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Kyrie Irving wows Mavericks with lefty hook to sink Nuggets

DALLAS — A detail about Kyrie Irving's second career winning game caught the eight-time All-Star by surprise.

“I thought I got a little closer to the paint, but I looked at it after the game and it was pretty far away,” Irving said after landing a contested left hook to give the Dallas Mavericks a 107-105 victory on Sunday. the afternoon. over the defending champion Denver Nuggets.

The exact distance of the doorbell, as tracked by Second Spectrum, was 20.1 feet. That ranks as the second-longest hook shot taken by any player this season, according to play-by-play data.

“What a shot by Kyrie,” said Nuggets coach Michael Malone, whose team fell to 47-21, sliding a half-game behind the Oklahoma City Thunder in the race for first place in the Western Conference. “Give him all the credit.”

The longest hook this season? That was for Irving, too, when he scored a goal from the top of the key in the Jan. 3 win over the Portland Trail Blazers. That right-footed shot was actually an accident, an errant lob pass intended for center Dereck Lively II that fortunately went into the hoop.

Irving credited hours in the gym working with his free hand for this spectacular game-winner, which resulted in his Mavericks teammates and minority owner Mark Cuban harassing him at half court. He entered the game with 38 of 87 left-handed shots this season, many of which were high-difficulty shots in the paint. The average distance of those left-handed attempts was 4.7 feet and the longest was 15 feet, according to Second Spectrum tracking.

But it felt natural for Irving, who had 24 points and nine assists in the win, to throw a left hook after coming off a baseline screen and catching Maxi Kleber's pass with 2.8 seconds left. With Nuggets superstar center Nikola Jokic under attack, Irving took two hard dribbles with his left hand toward the elbow to create enough space to elevate the hook shot.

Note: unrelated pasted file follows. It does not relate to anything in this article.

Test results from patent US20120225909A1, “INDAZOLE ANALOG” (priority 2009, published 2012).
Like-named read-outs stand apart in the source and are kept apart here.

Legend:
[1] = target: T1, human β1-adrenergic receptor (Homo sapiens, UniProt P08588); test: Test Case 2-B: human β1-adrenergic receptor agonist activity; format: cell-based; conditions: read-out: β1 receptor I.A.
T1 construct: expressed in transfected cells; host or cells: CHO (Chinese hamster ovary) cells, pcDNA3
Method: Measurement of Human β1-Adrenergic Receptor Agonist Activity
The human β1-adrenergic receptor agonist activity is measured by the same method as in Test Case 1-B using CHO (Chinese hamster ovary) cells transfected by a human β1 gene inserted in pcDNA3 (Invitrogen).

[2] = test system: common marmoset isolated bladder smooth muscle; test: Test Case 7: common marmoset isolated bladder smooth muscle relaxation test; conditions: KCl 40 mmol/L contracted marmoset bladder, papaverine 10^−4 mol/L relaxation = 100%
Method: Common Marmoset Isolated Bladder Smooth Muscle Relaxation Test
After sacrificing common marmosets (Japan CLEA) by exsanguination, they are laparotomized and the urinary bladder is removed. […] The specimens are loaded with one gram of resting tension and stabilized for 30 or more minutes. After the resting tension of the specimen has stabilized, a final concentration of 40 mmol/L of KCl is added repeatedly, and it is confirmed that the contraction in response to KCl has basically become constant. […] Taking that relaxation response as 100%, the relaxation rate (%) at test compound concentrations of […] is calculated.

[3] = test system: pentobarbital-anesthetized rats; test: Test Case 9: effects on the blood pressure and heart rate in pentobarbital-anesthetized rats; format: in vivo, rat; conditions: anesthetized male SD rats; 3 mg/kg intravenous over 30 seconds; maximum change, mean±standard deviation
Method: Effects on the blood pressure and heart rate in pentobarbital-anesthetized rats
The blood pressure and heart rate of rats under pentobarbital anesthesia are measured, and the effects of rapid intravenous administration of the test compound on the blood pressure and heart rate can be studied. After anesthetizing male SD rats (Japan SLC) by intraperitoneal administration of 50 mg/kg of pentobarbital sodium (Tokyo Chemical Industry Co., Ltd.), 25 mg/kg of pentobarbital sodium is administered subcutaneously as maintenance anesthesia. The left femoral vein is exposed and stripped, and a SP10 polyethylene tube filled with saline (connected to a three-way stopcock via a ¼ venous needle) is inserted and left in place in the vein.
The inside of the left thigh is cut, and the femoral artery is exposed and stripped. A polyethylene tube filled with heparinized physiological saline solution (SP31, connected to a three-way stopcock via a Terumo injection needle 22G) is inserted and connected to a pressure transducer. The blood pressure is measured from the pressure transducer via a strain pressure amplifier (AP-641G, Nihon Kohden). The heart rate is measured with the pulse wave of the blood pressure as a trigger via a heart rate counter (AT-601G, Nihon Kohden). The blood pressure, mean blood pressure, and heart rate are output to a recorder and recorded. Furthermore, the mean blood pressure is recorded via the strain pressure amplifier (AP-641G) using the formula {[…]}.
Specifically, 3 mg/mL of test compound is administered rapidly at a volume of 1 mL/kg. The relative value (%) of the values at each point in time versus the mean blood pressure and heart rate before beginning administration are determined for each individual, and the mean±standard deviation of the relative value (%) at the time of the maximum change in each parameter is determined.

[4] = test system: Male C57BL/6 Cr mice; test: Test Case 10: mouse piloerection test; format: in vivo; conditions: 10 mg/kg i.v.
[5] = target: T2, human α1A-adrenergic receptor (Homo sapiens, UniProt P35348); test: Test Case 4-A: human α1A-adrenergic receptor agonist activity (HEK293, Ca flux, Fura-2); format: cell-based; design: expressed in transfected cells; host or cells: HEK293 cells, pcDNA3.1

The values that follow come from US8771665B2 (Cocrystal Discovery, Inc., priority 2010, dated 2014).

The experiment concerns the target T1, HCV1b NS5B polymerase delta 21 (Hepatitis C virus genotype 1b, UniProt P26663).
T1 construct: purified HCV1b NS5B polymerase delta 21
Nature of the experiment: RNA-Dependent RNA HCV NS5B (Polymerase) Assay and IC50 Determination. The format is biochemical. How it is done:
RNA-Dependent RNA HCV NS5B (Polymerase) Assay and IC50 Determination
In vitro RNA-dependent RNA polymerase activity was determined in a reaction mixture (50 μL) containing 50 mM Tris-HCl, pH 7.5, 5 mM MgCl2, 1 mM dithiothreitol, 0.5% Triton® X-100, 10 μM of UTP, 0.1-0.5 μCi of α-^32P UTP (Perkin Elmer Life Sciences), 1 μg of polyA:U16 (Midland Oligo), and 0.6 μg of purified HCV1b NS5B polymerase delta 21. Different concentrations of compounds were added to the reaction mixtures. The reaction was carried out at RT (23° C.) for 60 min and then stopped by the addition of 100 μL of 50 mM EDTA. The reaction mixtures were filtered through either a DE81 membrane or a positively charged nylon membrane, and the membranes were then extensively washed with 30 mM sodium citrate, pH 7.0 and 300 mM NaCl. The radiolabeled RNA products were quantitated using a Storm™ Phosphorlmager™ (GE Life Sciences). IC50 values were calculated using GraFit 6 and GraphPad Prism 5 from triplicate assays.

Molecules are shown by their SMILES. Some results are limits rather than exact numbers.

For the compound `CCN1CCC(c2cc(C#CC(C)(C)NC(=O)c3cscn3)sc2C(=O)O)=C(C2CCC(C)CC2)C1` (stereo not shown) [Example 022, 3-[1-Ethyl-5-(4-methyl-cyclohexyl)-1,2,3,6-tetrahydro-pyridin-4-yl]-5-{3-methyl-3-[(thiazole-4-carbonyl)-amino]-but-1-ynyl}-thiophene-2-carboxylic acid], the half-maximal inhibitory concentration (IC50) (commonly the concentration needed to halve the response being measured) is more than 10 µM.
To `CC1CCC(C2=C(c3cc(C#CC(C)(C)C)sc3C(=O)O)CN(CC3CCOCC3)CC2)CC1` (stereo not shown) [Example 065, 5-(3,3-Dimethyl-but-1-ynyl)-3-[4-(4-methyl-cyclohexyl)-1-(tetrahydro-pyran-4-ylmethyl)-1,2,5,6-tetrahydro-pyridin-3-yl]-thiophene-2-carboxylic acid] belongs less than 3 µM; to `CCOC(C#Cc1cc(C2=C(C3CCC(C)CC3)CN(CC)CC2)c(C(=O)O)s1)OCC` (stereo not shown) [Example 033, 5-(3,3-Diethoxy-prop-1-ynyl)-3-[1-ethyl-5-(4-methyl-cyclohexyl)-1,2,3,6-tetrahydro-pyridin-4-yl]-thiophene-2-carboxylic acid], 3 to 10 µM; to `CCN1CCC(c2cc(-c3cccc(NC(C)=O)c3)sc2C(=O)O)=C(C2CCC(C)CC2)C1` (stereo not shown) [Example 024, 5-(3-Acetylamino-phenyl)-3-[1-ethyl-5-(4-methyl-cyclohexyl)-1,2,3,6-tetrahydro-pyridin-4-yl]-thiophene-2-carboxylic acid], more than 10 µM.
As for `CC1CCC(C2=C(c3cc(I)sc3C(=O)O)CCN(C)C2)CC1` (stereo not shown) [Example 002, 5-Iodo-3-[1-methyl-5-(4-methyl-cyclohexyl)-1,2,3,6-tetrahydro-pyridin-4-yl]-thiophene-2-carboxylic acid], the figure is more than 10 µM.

“Man, most of it is instinctive and comes from preparing for hours that no one sees,” Irving said. “I saw Jokic taking my pull-up to the left. I knew he was going to go up, but I didn't know he was going to commit that way, so he was forcing me to get in the 3-point line. As soon as I felt him behind “I thought, oh, I have my left hand. It's wide open, so why not do it?”

It was a buzzer-beater that amazed even his Mavs co-star Luka Doncic, the NBA's leading scorer who has earned a reputation for making ridiculously difficult shots.

“That shot was unbelievable, man,” said Doncic, who scored 37 points in his return after missing Thursday's loss to the Thunder because of left hamstring soreness. “I could not believe it”.

On a rare day off for Jokic, who finished with 16 points on 6-of-16 shooting and seven assists, Dallas took its biggest lead of the afternoon when Irving set up Doncic for a layup that put the Mavs up by 13 points with 6: 50 remaining. The Nuggets rallied to take the lead with Jamal Murray's three-pointer to break the tie with 27.1 seconds left.

Doncic tied it again by making a catch-and-shoot pass, 29 feet, 3 inches from inbounds on the next possession after a timeout.

“I give him a lot of credit for getting us to that position and then allowing me to get the game-winning goal at the end,” Irving said of Doncic.

The Mavs ran the same infield play after a timeout following a missed mid-range shot by Murray. With Nuggets guard Kentavious Caldwell-Pope denying Doncic above the top of the arc, Kleber read that Irving had an advantage and handed him the pass.

“He is very talented and talented [with] Both hands and he makes crazy plays like that, so that's exactly what he does,” Kleber said. “But it's still an incredible shot, so obviously you're going to be a little shocked once it goes in.”

After the shot went in, Irving responded with an exaggerated look at his left hand as he strutted toward teammates running toward him, celebrating a moment that could prove crucial in Dallas' attempt to avoid the inbound scenario. The Mavs (39-29), who have won five of six, are percentage points behind the Sacramento Kings (38-28), who sit in sixth place in the West standings.

“He's a magician,” Mavs center Daniel Gafford said. “He's a very sneaky finisher, but finishing somewhere that far around the basket? I don't know if he works on anything like that, but I know he works with his left hand. He came in and then we went crazy. “

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